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Why rootworm variants are changing the game

Corn Source: Variants are thwarting time-tested corn rootworm controls such as crop rotation. Here’s how to manage them.

February 7, 2024

4 Min Read
red areas in this map show fields where corn-soybean rotations are common
COMMON ROTATION AREAS: Corn rootworm variants are likely to occur where long-term crop rotation is used. The red areas in this map show fields where corn-soybean rotations are common since 2008. USDA CropScape

by Ashley Dean and Erin Hodgson

Western and northern corn rootworms are persistent economic pests throughout Iowa and the Corn Belt. Historically, crop rotation has been an excellent strategy for managing rootworms. Planting other crops essentially starves larvae and resets the field so corn can be grown without injury to roots the following year.

Not surprisingly, both corn rootworm species have overcome crop rotation with “variant” populations after a few decades of exposure in the Corn Belt. The northern corn rootworm variant uses extended diapause to overcome rotation. Eggs persist in the soil for two or more years.

The western corn rootworm maintains the original one-year life cycle, except the females will deposit eggs outside of cornfields. These typically are soybean fields adjacent to corn. By depositing eggs in soybean, those larvae are likely to hatch next year into corn.

Why more variants?

The presence of rotation “variants” is typically found on farms with a long history of crop rotation. However, reports from the last few growing seasons have indicated first-year injury to corn is seemingly more widespread. The question is why are variants and resulting root injury more common?

It is difficult to confirm variant populations because there is no visual difference between “normal” beetles and variants. No reliable genetic markers also exist at this time.

Knowledge of corn rootworm biology can help with the diagnosis. Since corn rootworm larvae are not known to feed on anything except corn roots, there should not be larval feeding on corn roots in first-year cornfields because crop rotation should have managed the issue.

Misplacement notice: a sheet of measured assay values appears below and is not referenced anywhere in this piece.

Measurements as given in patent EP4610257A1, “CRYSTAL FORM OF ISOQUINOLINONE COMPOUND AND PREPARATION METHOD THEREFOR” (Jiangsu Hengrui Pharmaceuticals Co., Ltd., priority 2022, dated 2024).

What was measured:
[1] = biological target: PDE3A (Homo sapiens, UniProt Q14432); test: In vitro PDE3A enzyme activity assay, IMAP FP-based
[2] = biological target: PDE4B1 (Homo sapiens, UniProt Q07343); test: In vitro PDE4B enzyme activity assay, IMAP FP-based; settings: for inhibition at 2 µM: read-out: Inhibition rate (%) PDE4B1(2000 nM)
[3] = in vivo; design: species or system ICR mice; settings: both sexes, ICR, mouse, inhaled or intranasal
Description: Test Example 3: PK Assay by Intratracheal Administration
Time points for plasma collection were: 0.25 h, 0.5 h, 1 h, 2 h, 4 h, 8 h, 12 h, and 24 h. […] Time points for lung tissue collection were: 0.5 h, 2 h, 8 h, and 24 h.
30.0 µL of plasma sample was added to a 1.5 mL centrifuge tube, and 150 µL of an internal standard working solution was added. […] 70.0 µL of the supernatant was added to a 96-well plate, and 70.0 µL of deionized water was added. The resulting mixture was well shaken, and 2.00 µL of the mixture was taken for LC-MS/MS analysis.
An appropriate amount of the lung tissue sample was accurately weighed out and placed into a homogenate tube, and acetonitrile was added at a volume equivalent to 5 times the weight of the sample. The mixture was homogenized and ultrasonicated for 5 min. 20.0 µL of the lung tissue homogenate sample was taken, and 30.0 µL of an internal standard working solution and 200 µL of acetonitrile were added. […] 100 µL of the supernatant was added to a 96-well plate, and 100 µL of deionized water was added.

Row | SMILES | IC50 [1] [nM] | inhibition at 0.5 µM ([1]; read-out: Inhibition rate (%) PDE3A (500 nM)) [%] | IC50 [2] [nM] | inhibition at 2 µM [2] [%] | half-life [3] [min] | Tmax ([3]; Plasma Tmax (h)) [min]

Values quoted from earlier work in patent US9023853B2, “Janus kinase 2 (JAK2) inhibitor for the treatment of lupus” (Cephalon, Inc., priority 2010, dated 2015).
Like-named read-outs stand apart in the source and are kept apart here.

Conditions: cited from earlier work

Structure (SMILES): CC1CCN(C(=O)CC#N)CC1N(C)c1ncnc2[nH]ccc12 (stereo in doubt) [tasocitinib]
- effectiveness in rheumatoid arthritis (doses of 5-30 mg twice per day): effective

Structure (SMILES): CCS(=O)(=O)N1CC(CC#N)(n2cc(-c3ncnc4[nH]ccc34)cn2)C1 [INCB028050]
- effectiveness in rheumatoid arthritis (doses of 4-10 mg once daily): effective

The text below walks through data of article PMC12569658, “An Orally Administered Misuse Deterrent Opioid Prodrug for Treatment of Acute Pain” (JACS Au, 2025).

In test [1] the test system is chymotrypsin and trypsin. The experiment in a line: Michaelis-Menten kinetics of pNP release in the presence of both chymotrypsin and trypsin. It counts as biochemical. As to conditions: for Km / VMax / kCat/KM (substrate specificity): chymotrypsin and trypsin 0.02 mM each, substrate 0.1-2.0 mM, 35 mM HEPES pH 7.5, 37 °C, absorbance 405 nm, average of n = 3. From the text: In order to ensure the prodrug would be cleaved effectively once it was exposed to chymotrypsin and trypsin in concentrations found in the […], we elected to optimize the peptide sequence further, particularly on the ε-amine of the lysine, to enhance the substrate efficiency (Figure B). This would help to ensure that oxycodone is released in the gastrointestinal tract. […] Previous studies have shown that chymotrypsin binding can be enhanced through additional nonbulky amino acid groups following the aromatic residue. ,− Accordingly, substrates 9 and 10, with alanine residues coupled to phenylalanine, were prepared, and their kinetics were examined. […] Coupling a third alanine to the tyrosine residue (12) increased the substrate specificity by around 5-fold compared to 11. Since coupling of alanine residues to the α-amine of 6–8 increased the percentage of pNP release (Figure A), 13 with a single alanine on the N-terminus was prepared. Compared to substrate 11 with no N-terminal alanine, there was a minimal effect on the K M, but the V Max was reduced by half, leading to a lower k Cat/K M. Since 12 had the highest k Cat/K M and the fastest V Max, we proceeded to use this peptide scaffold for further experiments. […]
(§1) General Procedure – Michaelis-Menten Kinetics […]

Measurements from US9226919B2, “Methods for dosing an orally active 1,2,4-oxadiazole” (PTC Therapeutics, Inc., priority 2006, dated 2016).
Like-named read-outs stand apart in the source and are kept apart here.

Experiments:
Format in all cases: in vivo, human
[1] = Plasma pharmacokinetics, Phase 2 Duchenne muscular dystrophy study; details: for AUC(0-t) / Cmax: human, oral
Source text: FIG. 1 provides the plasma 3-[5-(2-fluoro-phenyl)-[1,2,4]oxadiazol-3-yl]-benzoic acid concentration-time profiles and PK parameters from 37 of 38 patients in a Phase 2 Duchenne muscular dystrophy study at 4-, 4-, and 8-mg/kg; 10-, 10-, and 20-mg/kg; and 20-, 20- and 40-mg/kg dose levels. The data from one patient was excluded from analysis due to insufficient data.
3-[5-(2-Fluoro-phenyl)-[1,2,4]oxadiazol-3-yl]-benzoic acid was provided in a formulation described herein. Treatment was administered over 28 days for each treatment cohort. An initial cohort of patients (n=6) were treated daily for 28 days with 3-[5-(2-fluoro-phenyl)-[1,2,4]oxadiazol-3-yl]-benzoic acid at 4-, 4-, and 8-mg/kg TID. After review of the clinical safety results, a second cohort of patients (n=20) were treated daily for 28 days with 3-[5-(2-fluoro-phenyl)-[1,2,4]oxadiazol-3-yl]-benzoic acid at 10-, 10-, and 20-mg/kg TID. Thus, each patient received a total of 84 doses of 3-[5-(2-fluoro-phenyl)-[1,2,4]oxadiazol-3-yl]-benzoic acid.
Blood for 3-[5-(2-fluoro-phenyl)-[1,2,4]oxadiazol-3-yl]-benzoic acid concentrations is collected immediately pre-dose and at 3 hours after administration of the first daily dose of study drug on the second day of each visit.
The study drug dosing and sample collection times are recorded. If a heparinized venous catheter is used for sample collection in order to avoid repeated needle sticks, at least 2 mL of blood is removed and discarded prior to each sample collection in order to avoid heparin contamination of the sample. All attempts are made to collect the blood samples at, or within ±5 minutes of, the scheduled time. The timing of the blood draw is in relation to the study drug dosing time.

Capturing adults coming out of the soil, finding larvae or pupae in the soil, or finding root injury in a first-year cornfield are the most likely indicators of a variant population. Seeing adults active in corn and soybean fields throughout the growing season — either using sticky traps or visual counts — is not a reliable way to diagnose variants because adults are highly mobile. Both western and northern corn rootworm adults will leave cornfields in search of nitrogen-rich pollen sources to fertilize eggs and generally return to corn to lay eggs.

The most common complication with diagnosing variants is volunteer corn or large patches of weeds in soybean fields. Since these plants flower later than a typical cornfield, beetles will congregate outside of cornfields for pollen. Sometimes, beetles will lay eggs at the base of volunteer corn plants. If populations are high enough, this could cause root injury to corn the following year, even though the population may not be a variant.

Determine the risk of variants by scouting every field for larvae using the float test or assessing root injury using the ISU 0-3 Node-Injury Scale. However, do not rely on estimates of adult activity to diagnose variants. Root injury by variants may not be obvious until a large proportion of the population has the trait, but corn planted in rotation should not have root injury from corn rootworms.

Use existing tools

Little research has been conducted since variants were first confirmed in the 1980s, and there are no research-based management recommendations for variant populations. However, many of the tools available for normal corn rootworm populations are likely to work on variants. If populations are extremely high, farmers could consider an extended rotation — more than one year away from corn. A corn-corn-soybean rotation has not proven effective and will likely lead to extensive root injury in the second year of corn.

Gil Gullickson - Young corn plants

If a field has a history of injury to first-year corn or if scouting determines there is a risk to first-year corn, consider using a soil-applied insecticide or a hybrid with transgenics (Bt or RNAi) for corn rootworm. Keep in mind that most populations of western corn rootworm in Iowa have some level of resistance to available Bt traits, but resistance to Bt by northern corn rootworm is still not understood in Iowa. Both species are adaptable to using the same management strategy for an extended period.

Dean is a specialist for field crop entomology and Hodgson is an entomologist, both at Iowa State University Extension.

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Corn Rootworm
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